In the late sixties and early seventies, an impromptu collection of musicians colonized a eucalyptus-scented canyon deep in the Hollywood Hills of Los Angeles and melded folk, rock, and savvy American pop into a sound that conquered the world as thoroughly as the songs of the Beatles and the Rolling Stones had before them. Thirty years later, the music made in Laurel Canyon continues to pour from radios, iPods, and concert stages around the world. During the canyon's golden era, the musicians who lived and worked there scored dozens of landmark hits, from "California Dreamin'" to "Suite: Judy Blue Eyes" to "It's Too Late," selling tens of millions of records and resetting the thermostat of pop culture.
In Laurel Canyon, veteran journalist Michael Walker tells the inside story of this unprecedented gathering of some of the baby boom's leading musical lights—including Joni Mitchell; Jim Morrison; Crosby, Stills, and Nash; John Mayall; the Mamas and the Papas; Carole King; the Eagles; and Frank Zappa, to name just a few—who turned Los Angeles into the music capital of the world and forever changed the way popular music is recorded, marketed, and consumed.
Beginning in the mid-1960s, a string of successful rock bands emerged out of Laurel Canyon, a neighborhood of Los Angeles tucked away in the hills north of Sunset Boulevard. From the success of bands like the Byrds and the Mamas and the Papas, and singer-songwriters like Joni Mitchell and Jimmy Webb, Walker proposes Laurel Canyon as rock's answer to Jazz Age Paris. It's a plausible concept, but one he stumbles to elaborate past the length of a magazine feature. The journalist, who lives in Laurel Canyon, delivers strong material on some of the musicians he cites, particularly in early chapters about Crosby, Stills & Nash and Frank Zappa, but offers little about other equally significant acts. Instead, he pads the story with lengthy sections on groupies and the music scene in other parts of the city, the Altamont concert (which was hundreds of miles away) and a digression on the history of cocaine. Furthermore, his enthusiasm for the Laurel Canyon legend leads to shaky critical pronouncements. If "the folk stars of the early 1960s were the first rock stars," for example, then what was Elvis? 8 pages of b&w photos.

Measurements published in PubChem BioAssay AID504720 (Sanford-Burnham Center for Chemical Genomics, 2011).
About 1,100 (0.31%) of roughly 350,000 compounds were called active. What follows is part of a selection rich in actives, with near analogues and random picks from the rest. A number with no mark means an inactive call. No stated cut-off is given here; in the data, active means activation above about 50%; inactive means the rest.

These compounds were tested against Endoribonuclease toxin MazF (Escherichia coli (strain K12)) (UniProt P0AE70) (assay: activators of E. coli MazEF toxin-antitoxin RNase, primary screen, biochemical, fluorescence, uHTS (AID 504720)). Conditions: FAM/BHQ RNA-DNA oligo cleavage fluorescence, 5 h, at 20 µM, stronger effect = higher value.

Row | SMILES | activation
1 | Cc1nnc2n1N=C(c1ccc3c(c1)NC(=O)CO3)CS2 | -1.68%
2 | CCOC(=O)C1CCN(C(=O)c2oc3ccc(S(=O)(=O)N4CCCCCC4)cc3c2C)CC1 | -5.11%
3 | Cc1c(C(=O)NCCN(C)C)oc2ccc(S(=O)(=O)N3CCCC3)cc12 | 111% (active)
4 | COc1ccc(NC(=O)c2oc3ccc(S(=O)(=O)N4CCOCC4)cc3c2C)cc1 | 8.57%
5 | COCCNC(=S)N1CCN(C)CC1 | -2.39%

Customer ReviewsSee All
Entertaining yet semi-fictional, contrary to actually categorization
Now to start off, I like this book. It served its purpose of reminiscent entertainment for hippies and their offspring, anyone at all really who is craving juicy 60s and 70s celebrity gossip and stories would love this book.
However, there are quite a few assertions, quotes, facts & figures, that very clearly lack citation, research, specific source information, etc. This would not be a problem, except for the fact that the book is categorized as non-fiction, and presents itself not only as a fact-filled, truthful account of Laurel Canyon and the music scene of LA in the 60s and 70s, but also provides insightful, yet, again, factually baseless accounts of the evolution of the drug culture in the histories of both the US and the UK.
Thus, be warned that this is not technically non-fiction and should be ingested with a large grain of salt and honestly, might do better in the fiction section, due to the aforementioned 'facts' it espouses.
Do enjoy though! Rather entertaining and anecdotal, as historical pop culture accounts go.
What a fantastic read... A must for anyone who lived though the all of the turbulence of the 60s and Self awareness of the 70s or the self aggrandizement of the 80s... Not only is the author chronicalizing the music and culture of the "canyon" itself but it's also an incredible treatise of all American culture as a whole... a clear and concise distinct roadmap as to how we got to where we are as a nation. Exquisitely composed and written, it makes you yearn for the time when misspent youth was the norm... Mr Walker takes you on a trip
through time and space to Laurel Canyon a sociology experiment like no other, and dissects it in front of you with every page... Well worth the read... Just brilliant great writing by the author.